Baptism of Fire (for Loyal Lady Dee) -
05-20-2012, 12:58 AM
Hey! Hey! This is Jabber J on KLOL Radio this evening! It's seventy-two smokin' degrees, and I'm burnin' up the airwaves with the hottest hits! Comin' up, we got Soulja Boy, Young Jeezy and Jay-Z, and more! So, stick around, gotta pay the bills, and we'll be right back!"
Dr. McKinsey Adams, seismologist and assistant supervisor of the Nevada Environmental Disaster Agency, turned irritably toward the new intern, Craig Imahara, sitting at his computer terminal, jamming to the latest tunes. How he hated these college kids they threw at him, all tech-savvy but having no idea what was expected of them. He was supposed to be training them to be the next generation of disaster trackers, but all they did was tune into satellite radio, play online computer games, chat, email, and go cybershopping, among other things. He rapped Craig sharply on the shoulder.
The young intern almost jumped out of his seat. "You got those graphs ready?" Dr. Adams asked, "or are you too busy playing Guitar Hero to do your job?"
Craig pulled out a coil of paper from the bin at the bottom of the seismogram. "Right here, Dr. Adams."
Adams took the coil with a grunt of thanks. "Less rock, more research, okay, Craig?" he said.
Craig nodded, turning down the volume of his computer and clicking back onto the shear wave velocity data reports he had been assigned earlier. Adam took the coil back to his desk and unrolled it. Though he was only an assistant supervisor, he still ran a tight ship as far as NEDA was concerned. At forty-seven, he was still physically fit with a metabolism of a man half his age. He had to be. Being the top seismologist in the agency required a lot of field work as well as long hours poring over seismographs, taking readings and giving presentations to government bureaucrats to keep the funding from drying up. The stress load would have killed a lesser man.
Adams unscrolled the graphs for the afternoon, taken from the southern part of the state, near Las Vegas. Hardly anything registered there, but the Entertainment Capital of the World occupied a fault-bounded basin filled with alluvium up to five kilometers deep, with major faults in neighboring Death Valley. Sin City may glow with a thousand neon lights, but it had feet of clay.
Zero point zero, zero point zero, zero point three, zero point five--practically flatline as far as he could see. All was quiet on the Southern front, he thought. Around four PM, however, a one point five had registered, the highest he had seen in that region. True, it was the equivilant of a construction site blast taking place deep underground, and would barely be felt by anyone on the surface, but it was enough to cause some concern, but no panic. It was probably the rippling effect from a tremor from furthur up north. The southern tip of Nevada always got the aftereffects of shockwaves from the faults upstate, often so minor no one even knew there had been an earthquake. Adams called the Reno branch of NEDA to confirm his findings. Later he'd call Carson City. They'd confirm it was just a minor tremor up north that made its way to Vegas. It was a routine procedure, no need to ring any alarm bells.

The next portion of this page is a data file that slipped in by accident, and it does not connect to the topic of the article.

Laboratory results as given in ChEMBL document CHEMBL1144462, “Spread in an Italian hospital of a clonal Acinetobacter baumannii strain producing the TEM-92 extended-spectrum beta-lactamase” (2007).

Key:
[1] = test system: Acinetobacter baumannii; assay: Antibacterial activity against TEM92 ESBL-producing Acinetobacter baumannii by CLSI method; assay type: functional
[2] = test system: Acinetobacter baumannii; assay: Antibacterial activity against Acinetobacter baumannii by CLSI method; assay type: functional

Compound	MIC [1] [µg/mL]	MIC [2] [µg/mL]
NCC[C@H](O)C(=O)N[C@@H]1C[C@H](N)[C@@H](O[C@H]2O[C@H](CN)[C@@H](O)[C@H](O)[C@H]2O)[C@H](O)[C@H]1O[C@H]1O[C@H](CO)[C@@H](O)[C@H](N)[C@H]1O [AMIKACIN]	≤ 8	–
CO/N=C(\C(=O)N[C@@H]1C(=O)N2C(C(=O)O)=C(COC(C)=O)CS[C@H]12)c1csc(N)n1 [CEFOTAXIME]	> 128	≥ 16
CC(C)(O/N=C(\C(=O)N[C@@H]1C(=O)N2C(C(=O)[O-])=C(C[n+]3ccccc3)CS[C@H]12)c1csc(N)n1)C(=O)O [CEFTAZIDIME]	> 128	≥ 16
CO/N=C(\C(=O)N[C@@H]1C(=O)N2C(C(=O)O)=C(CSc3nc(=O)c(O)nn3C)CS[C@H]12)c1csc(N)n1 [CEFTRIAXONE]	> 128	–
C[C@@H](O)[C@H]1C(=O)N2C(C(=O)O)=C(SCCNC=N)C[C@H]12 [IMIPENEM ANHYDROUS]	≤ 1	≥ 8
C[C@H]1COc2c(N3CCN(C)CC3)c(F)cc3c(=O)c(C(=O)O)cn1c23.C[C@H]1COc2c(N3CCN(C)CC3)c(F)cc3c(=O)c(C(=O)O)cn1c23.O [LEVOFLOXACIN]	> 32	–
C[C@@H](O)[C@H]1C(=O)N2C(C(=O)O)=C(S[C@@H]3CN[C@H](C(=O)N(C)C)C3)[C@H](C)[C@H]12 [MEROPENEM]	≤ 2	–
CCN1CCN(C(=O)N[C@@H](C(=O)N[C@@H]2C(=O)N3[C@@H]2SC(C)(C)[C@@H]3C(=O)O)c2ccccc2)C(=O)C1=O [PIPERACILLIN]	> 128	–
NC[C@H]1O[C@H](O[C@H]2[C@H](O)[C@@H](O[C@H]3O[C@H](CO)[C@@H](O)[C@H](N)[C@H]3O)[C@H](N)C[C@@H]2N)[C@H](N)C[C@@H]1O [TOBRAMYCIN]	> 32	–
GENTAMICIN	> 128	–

Leslie Fanning, known to her fellow Wiccans as Sunsinger, shuffled the deck of Tarot cards in the usual ritualistic manner--cut, then shuffle, then cut again. It was her favorite morning ritual, like reading the paper or singing in the shower. It gave her an idea of what the day would be like for her before she left for her day job as an EMS dispatcher. It saddened her that she could not share her Wiccan way of life with her co-workers. Either they were skeptics, like her supervisor, Morton, who scorned anything that hinted of the paranormal, or they were religious zealots, like Regina, her fellow dispatcher and a Jehovah's Witness who left her church's magazines in the break room. One particular issue denouncing Wiccans as Satanists made her blood boil, but she couldn't make a federal case about it because then she'd be facing a mob of them outside her front door, intent on converting her to Jehovah's way of life. That she didn't need.
The cards she used were a quarter larger than a standard playing deck, specially ordered from Paranormality.com. Of all the decks she had used, this one was the best by far; they just felt right in her long, delicate musician's hands. She played the recorder for her coven on various occasions: handfastings, births, solstices, feast days, or whenever the mood for music struck. She also read the Tarot for her fellow Wiccans on request. Mostly, she read them for herself, like this morning.